|S01E05||The Indians||16/03/2005||India is one of the oldest and richest civilizations in the world. It is home to the world's first planned cities, where every house had its own bathroom and toilet five thousand years ago. The Ancient Indians have not only given us yoga, meditation and complementary medicines, but they have furthered our knowledge of science, maths - and invented Chaturanga, which became the game of chess. According to Albert Einstein, they ""taught us how to count"", as they invented the numbers 1-9 and 'zero', without which there would be no computers or digital age. Unfairly we call this system of counting Arabic numbers - a misplaced credit. Two thousand years ago the Indians pioneered plastic surgery, reconstructing the noses and ears on the faces of people who had been disfigured through punishment or warfare. They performed eye operations such as cataract removal and invented inoculation to protect their population from Smallpox, saving thousands of lives. To create images of their gods they inve|
|S01E06||The Mesopotamians||23/03/2005||There has always been a great debate as to who kicked off civilisation: was it the Egyptians, the Greeks or the Romans? Well, actually, none of them did. Human history began in the great alluvial plain between the Tigris and Euphrates rivers, with its rich and immensely fertile soil: a land known as Mesopotamia. The people that dwelled here eight thousand years ago had learned to irrigate the land with canals and ditches, and were keen farmers. From this came plenty, which relieved man of the need to fight for survival. The Assyrian, Babylonian and Sumerian civilisations flourished here in an area stretching from modern Turkey, to western Syria, and Iraq. But what did they do for us? For a start, they invented writing, with the oldest book, the epic of 'Gilgamesh', written around 4,500 years ago. They also gave us the first written laws - apparently to restrain 'drunkenness' in the population; a side effect of another of their innovations, beer. They invented brick, which they produced|
|S01E07||The Egyptians||30/03/2005||Egypt became a unified country five thousand years ago and - until the arrival of Alexander the Great in 332 BC - remained a fiercely independent land with its own very distinctive art, religion and culture. Egypt was the superpower of its day and her kings were treated as demigods throughout the Mediterranean world â€“ but what did they do for us? It goes without saying they gave us mummies and mummification, and one of the great wonders of the ancient world â€“ the pyramids. On a more practical level they invented the sewn plank boat, a method of boat construction using wooden pegs and fibre rope - no nails. Huge boats were built using this technique, the most famous one belonging to King Khufu, the builder of the great pyramid in 2500 BC. The recent discovery of a Bronze Age boat in Britain reveals that this method of construction had found its way here and could have influenced our own boat builders. Trying to control the flood water of the Nile, the Egyptians built the first dam, a hu|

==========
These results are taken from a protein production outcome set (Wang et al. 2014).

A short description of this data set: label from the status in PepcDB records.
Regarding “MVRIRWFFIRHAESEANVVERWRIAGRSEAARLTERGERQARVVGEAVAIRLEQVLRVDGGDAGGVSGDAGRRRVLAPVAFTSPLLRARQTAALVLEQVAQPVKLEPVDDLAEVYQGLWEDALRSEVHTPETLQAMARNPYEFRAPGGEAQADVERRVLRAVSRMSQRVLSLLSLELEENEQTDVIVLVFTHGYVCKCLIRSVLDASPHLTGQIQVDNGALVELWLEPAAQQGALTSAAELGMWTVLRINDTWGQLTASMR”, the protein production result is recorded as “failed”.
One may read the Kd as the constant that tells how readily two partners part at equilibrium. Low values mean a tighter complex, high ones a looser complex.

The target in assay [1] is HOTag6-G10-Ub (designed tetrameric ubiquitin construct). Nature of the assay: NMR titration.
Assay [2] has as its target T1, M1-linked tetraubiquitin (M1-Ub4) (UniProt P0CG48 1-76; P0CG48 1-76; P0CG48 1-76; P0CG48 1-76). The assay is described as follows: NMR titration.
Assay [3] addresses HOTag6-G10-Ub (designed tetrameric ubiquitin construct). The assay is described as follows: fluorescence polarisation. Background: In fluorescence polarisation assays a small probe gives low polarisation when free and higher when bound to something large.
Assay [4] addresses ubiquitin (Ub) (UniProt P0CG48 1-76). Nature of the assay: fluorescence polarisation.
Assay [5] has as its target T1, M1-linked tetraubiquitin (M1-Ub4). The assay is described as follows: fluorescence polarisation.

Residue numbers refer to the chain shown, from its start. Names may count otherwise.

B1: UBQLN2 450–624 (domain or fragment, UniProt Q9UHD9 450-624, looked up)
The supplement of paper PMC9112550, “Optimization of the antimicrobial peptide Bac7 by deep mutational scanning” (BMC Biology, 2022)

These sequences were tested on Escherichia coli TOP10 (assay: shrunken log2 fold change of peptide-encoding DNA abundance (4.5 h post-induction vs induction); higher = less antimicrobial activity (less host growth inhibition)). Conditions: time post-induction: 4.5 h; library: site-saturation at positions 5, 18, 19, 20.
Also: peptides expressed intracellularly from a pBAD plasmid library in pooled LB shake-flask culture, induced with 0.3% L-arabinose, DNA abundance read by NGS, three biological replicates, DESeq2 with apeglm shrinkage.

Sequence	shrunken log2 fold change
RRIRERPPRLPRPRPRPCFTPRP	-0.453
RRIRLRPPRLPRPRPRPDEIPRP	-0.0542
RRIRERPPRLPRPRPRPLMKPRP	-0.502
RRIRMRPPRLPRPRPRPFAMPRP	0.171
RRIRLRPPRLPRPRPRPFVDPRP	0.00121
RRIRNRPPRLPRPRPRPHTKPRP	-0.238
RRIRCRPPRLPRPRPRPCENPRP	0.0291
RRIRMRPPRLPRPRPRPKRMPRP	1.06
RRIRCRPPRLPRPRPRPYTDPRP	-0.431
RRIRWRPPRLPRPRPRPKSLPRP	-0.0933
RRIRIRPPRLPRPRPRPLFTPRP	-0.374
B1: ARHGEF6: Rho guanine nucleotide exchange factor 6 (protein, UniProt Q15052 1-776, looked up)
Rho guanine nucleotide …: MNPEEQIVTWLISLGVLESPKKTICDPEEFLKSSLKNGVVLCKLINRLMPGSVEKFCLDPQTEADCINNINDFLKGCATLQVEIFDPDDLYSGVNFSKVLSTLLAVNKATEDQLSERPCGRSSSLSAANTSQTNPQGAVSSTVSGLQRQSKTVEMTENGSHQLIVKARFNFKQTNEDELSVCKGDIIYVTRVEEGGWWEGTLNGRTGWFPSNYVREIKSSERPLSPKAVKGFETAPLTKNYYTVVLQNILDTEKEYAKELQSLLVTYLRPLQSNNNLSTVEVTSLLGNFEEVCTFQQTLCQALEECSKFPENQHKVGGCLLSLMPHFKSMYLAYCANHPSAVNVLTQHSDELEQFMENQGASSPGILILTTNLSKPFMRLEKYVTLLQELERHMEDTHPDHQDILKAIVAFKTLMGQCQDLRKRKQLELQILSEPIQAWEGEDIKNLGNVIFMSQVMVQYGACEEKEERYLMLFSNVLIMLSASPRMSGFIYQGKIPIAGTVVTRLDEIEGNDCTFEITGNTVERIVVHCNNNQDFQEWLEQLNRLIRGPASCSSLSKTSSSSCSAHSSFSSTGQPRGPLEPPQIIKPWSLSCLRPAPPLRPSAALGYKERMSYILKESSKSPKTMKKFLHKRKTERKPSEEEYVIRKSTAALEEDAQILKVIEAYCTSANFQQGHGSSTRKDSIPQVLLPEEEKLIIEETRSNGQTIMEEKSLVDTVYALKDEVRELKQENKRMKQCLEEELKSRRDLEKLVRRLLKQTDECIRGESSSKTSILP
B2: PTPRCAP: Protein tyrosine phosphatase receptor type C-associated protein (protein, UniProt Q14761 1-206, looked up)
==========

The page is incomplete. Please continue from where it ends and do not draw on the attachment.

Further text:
|S01E08||The Greeks||06/04/2005||The ancient Greek civilisation flourished for about a thousand years, not as a unified country but rather as a loose association of city states, both on the mainland of Greece and elsewhere around the Mediterranean. The philosopher Plato described the states as being like a series of frogs sitting around a pond. Although the Greeks drew on the ideas of various earlier civilisations, they were the people who, more than any other, handed down to us the foundations of our democracy, our notions of ethics and justice, our science, our mathematics and our music. But it mustn't be forgotten that the Greeks were a warlike lot and in order to pursue their territorial ambitions they invented some deadly weapons â€“ for instant take the bow and arrow. Aware of its limitations and short range they mechanised it like a giant cross bow. It was loaded by bearing down on it with your whole body weight and it became known as the Belly Bow. The Greeks also invented the catapult and designed monster machi|
|S01E09||The Britons||13/04/2005||A lot of people still think that we were just woad-covered savages before the Romans came along. Well, we weren't - firstly we weren't covered in woad but dressed in a rather elegant new-fangled invention - trousers; more importantly we were organised, spiritual, technologically advanced Brits with European business connections â€“ all without towns and cities or being able to read and write! This programme shows the evolution of the people of Britain from Stone Age hunters to Iron Age warriors. From early people who used animal bone picks to dig mines to a society skilled in the use of metallurgy, bronze, iron and gold. From a nomadic existence to a society organised into tribes with their own coinage and identities. From farmers using simple wooden ploughs to ferocious warriors driving thousands of chariots and repulsing the invading Roman army of Julius Caesar.|